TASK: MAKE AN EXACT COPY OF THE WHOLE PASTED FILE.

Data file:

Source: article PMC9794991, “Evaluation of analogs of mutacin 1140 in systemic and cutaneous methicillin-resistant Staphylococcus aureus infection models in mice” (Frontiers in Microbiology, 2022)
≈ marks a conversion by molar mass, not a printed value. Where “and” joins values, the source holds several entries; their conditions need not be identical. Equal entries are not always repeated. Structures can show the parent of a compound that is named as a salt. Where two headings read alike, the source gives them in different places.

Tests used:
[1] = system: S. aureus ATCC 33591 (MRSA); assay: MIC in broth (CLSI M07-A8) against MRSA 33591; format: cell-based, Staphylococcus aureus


Source: article PMC9794991, “Evaluation of analogs of mutacin 1140 in systemic and cutaneous methicillin-resistant Staphylococcus aureus infection models in mice” (Frontiers in Microbiology, 2022)
≈ marks a conversion by molar mass, not a printed value. Where “and” joins values, the source holds several entries; their conditions need not be identical. Equal entries are not always repeated. Structures can show the parent of a compound that is named as a salt. Where two headings read alike, the source gives them in different places.

Tests used:
[1] = system: S. aureus ATCC 33591 (MRSA); assay: MIC in broth (CLSI M07-A8) against MRSA 33591; format: cell-based, Staphylococcus aureus